Burrard Bridge bike lane cost hits $63m million

Wednesday, April 30th, 2008

Frances Bula


Improvements are planned for the overcrowded Burrard Bridge to make it safer for cyclists and pedestrians. Photograph by : Ward Perrin, Vancouver Sun files

The bill for renovating the Burrard Bridge to make it safer for cyclists and pedestrians has risen to $63 million, four times what it was six years ago.

That has forced Vancouver‘s engineering department to ask for more money in the capital plan being set for the next three years — something that city voters will get to approve in the November election — at a time when the city is facing unprecedented demands already on its capital budget.

“We are in a real crunch,” said city manager Judy Rogers, who is facing requests for new firehalls, community centres, and police buildings, along with the enormous Burrard Bridge bill and rising costs for routine sewer, water and street maintenance.

Community-centre advocates have already started raising the alarm about the need to include spending on new community centres in the plan, especially the 50-year-old Marpole centre.

The city’s head of engineering, Tom Timm, said construction-cost increases are running at 10 to 12 per cent a year for projects.

“We’ve seen unusual inflation rates in all areas,” he said.

It’s all coming at the same time that the finance director is warning the city needs to set a limit on its capital-plan spending for the next three years if it doesn’t want to provoke significant tax increases.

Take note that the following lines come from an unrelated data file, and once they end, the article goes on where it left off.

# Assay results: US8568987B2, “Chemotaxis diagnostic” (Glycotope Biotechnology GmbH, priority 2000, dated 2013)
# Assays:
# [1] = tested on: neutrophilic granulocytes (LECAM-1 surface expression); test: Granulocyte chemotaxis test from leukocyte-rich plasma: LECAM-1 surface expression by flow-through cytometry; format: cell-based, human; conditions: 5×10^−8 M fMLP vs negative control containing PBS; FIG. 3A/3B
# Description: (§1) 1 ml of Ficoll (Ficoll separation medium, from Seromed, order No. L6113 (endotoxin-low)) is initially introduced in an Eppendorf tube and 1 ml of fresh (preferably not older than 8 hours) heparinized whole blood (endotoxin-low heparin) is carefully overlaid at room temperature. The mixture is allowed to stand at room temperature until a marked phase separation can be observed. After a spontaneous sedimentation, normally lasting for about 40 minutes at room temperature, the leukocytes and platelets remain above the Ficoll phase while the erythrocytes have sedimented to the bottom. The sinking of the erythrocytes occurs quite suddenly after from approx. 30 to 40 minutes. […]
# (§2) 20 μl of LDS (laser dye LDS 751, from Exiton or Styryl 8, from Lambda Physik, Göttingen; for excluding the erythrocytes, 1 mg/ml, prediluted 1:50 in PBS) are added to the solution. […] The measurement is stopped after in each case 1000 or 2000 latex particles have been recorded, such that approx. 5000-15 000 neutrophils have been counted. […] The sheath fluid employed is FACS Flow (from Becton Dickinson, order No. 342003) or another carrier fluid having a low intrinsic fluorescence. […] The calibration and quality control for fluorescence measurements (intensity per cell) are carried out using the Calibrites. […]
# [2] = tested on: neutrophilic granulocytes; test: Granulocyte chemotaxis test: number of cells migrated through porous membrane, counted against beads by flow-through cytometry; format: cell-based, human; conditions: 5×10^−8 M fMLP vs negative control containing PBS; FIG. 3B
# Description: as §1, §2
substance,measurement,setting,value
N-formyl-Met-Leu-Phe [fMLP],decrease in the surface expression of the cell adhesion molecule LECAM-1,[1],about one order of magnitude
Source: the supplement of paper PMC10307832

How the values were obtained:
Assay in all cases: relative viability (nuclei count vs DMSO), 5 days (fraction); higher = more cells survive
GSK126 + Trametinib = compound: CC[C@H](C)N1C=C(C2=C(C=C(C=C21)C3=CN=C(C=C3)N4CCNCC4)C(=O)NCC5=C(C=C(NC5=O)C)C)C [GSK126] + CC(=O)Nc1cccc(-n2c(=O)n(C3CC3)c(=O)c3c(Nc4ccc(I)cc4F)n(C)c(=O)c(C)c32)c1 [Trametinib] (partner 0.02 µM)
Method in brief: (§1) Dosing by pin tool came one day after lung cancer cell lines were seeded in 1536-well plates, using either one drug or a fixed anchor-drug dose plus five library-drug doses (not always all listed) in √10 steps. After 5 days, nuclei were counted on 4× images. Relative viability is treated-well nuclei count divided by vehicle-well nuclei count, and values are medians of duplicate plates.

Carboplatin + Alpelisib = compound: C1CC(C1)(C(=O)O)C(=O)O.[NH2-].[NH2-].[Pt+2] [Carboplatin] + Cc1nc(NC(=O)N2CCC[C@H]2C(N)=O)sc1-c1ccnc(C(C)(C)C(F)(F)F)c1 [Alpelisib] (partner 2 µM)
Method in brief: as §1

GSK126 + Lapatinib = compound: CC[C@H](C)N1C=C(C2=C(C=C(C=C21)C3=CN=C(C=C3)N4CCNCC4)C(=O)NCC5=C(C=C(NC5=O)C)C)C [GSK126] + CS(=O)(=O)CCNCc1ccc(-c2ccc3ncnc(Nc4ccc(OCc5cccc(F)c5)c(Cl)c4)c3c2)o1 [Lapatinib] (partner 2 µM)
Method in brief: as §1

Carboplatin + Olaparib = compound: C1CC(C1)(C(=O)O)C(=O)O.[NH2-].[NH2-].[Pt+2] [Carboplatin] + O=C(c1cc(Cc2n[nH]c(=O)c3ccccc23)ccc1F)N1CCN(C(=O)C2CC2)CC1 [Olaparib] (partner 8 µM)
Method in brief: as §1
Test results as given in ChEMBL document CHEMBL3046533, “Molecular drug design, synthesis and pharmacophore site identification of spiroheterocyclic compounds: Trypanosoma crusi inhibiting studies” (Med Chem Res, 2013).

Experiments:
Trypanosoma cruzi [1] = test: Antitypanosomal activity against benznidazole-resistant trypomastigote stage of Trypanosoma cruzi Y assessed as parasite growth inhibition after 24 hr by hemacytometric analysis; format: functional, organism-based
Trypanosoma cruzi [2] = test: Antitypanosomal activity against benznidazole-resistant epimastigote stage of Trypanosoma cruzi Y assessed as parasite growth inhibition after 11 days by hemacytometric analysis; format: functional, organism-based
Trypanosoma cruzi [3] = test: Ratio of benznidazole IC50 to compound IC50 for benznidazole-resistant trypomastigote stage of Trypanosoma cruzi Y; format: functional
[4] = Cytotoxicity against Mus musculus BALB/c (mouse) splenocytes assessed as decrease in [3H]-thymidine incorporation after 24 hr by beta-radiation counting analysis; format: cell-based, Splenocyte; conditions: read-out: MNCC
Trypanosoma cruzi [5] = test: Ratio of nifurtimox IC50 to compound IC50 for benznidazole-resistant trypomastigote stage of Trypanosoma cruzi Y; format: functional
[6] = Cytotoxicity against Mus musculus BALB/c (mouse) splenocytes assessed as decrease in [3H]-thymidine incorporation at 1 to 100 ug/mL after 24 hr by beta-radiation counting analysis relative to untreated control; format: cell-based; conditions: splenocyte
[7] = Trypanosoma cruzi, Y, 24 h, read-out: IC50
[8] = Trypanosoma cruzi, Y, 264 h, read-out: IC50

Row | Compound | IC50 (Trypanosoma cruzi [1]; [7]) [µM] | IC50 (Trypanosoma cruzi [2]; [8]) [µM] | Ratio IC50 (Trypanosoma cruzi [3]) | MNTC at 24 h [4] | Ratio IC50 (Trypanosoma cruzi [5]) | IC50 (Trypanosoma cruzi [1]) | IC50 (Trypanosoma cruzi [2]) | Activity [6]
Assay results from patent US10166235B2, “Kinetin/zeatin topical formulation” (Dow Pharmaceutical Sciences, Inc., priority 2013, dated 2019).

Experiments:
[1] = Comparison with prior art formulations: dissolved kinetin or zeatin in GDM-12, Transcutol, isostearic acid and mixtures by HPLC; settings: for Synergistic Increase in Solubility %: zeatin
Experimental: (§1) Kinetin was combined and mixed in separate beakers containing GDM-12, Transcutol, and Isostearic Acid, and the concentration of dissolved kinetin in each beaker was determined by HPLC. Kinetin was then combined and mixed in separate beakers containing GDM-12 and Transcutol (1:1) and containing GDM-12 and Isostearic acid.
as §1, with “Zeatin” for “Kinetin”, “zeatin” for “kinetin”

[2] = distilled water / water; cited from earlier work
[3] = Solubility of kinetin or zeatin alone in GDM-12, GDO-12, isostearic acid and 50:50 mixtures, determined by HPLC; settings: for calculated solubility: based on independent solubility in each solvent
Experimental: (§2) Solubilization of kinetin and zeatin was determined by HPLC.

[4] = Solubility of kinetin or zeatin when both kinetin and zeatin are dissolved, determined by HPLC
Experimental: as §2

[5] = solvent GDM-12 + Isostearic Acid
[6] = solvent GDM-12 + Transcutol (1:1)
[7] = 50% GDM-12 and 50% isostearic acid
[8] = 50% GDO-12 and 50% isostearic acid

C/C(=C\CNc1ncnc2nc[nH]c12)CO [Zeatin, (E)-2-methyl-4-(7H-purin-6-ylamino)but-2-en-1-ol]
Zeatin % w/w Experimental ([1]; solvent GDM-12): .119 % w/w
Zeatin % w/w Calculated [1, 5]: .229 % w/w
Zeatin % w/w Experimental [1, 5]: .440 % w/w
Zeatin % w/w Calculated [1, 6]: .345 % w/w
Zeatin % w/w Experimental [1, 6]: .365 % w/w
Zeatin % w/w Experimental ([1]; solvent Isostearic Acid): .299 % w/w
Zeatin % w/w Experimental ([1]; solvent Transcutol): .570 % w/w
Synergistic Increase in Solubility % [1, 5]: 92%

The revised Burrard Bridge bill, however, is the biggest problem. The cost increase isn’t just because of construction inflation. Almost $8 million of the increase comes because it turns out that some parts of the redesign will be more expensive than originally thought.

Timm said the original estimate of $14.5 million was based on a conceptual design for the improved bridge, which will see the sidewalks expanded to the side of the bridge. Once engineers got into the details, they realized that they would have to spend more because the bridge can’t have any weight added to it, which requires coming up with lightweight railings and additions. As well, it will require a vehicle-crash barrier on the road.

Timm said it’s not a project the city can forgo.

The bridge is old and “chunks of concrete are falling off,” he said.

It’s the most heavily used bridge in the city for pedestrians and cyclists and they need more room. As well, there have been some serious accidents in the past as cyclists were pushed off the sidewalk into traffic because of crowded conditions.

The previous COPE council had suggested the city try an experimental shutdown of two lanes of the six-lane bridge for cyclists to see whether that might be a less-expensive solution than renovation, as well as requiring no visible changes to the bridge, which the city’s heritage advocates have fought to keep as is.

But there was a lot of controversy over that idea and the current Non-Partisan Association council killed the proposal in one of its first sessions after being elected in 2005.

© The Vancouver Sun 2008


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